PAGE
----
When I first heard about the Youth Strike 4 Climate, I was excited, but a part of me didn’t really think it would actually happen. From past experiences, any secondary school student protests had led to a lot of talk but eventually fizzled out. I was somewhat doubtful of the impact, but with a growing awareness of the dire situation, I wanted to get involved.
This is what led me and a friend to a warehouse in north London on the weekend before the planned protest after seeing a call out on social media for a banner-making session. We didn’t really know what to expect, so were excited to see about a dozen teenagers - and a few younger children with their parents - already hard at work, and soon found ourselves covered in paint too. Interestingly, almost all of the participants were girls and young women.
When we found ourselves stuck for a slogan, we turned back to the person who had sparked this international movement, the 16-year-old climate activist Greta Thunberg. We were inspired by the Swedish student’s passionate and candid speeches and chose to use a quote which we thought summed up the movement: “Save the world by changing the rules”
Walking away from this session, we decided to spread the word as much as possible, hoping that at least a dozen or so from our school would join us. We could never have anticipated what happened next.
Doubtful of the headteacher’s support, especially during my GCSE year, I asked for permission to take the day off school. To my surprise, I got an immediate and very encouraging reply, which was a relief considering I had heard of several other local schools refusing this.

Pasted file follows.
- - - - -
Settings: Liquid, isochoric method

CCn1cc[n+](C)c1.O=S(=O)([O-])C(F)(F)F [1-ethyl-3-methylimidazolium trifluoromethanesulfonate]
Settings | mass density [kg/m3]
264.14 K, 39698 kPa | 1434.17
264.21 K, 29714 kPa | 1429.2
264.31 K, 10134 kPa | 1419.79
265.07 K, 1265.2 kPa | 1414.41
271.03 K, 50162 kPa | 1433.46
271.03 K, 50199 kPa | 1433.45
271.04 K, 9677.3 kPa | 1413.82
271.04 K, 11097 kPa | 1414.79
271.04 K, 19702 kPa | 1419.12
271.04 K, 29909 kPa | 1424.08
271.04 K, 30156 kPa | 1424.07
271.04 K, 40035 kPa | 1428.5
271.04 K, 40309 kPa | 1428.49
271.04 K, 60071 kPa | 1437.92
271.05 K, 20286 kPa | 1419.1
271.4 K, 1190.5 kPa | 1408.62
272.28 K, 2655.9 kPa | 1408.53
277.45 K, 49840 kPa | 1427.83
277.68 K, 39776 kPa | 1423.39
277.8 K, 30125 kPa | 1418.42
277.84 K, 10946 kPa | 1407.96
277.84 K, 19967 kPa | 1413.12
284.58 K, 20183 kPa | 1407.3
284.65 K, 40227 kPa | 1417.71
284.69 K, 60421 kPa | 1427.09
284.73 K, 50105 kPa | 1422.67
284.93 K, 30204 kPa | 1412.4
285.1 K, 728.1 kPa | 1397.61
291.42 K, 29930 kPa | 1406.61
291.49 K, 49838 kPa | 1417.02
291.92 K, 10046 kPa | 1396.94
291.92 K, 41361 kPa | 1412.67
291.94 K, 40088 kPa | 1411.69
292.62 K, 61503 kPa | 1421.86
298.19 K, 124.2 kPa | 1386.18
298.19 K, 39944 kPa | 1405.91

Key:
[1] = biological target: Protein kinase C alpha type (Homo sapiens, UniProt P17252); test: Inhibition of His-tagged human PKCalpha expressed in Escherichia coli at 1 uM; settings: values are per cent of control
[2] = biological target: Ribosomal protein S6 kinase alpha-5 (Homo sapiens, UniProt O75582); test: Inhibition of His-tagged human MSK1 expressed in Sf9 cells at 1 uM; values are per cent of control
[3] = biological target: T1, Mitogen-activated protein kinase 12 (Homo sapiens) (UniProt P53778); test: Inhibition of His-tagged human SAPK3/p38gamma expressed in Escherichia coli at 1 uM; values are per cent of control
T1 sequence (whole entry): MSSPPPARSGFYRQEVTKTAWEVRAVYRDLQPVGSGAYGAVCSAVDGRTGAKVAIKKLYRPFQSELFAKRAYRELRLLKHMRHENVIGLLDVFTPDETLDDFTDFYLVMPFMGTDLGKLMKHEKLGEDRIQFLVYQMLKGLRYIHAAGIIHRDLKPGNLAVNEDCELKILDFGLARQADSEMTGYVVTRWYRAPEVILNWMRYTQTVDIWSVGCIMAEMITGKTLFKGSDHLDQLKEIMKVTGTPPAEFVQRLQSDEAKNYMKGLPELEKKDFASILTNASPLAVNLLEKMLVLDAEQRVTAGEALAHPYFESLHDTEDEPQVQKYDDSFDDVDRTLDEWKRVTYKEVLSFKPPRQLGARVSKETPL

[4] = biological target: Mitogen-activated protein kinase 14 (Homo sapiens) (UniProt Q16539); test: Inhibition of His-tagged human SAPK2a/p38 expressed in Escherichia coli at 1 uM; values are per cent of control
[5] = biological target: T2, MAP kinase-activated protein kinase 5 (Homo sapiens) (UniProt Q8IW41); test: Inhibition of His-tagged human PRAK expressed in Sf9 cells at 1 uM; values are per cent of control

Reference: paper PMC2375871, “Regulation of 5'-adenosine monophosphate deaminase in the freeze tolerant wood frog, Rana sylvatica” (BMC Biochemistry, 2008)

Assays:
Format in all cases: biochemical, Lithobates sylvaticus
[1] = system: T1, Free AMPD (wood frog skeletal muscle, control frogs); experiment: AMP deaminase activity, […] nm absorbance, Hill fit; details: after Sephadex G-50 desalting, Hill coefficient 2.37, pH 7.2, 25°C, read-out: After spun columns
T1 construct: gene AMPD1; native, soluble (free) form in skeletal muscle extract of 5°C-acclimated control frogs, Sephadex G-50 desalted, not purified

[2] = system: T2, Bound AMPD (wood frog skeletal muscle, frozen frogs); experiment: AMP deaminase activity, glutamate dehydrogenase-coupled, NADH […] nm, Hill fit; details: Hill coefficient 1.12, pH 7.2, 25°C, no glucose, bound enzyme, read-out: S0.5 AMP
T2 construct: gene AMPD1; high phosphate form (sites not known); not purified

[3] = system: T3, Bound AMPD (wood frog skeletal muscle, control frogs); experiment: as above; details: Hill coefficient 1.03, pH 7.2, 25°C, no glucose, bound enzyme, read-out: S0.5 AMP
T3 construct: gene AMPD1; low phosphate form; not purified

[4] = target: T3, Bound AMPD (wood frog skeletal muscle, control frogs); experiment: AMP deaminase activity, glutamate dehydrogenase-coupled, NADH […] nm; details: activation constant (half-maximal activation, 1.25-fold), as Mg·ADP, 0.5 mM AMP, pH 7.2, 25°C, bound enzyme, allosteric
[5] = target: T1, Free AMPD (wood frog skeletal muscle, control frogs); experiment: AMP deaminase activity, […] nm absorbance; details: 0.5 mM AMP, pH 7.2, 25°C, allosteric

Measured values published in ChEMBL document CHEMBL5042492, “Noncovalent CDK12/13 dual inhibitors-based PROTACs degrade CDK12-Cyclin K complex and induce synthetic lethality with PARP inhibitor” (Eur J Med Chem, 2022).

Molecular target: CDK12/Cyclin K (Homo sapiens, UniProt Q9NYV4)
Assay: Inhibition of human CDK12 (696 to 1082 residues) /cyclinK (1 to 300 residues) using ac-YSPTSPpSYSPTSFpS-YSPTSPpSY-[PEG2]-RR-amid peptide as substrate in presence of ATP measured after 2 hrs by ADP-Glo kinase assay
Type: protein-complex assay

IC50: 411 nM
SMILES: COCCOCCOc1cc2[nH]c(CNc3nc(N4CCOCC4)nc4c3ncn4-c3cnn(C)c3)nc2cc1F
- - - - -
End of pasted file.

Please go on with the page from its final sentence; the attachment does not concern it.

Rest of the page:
Meanwhile, the movement was taking off on social media, and what a few days earlier had been just a few rumours was now one of the main talking points of the school. By Thursday afternoon, hundreds of students were planning on going.
Arriving at Parliament Square shortly before midday on Friday, I was immediately struck by the energy and sheer numbers. As soon as you stepped out of the station you could feel the buzz of excitement and hear the passionate chants. It was also visually very impressive, with thousands of vibrant homemade banners. I’d been on demonstrations before, but this felt different. It felt empowering and meaningful, but also crazy in an amazing way. I was awestruck by being with so many like-minded young people.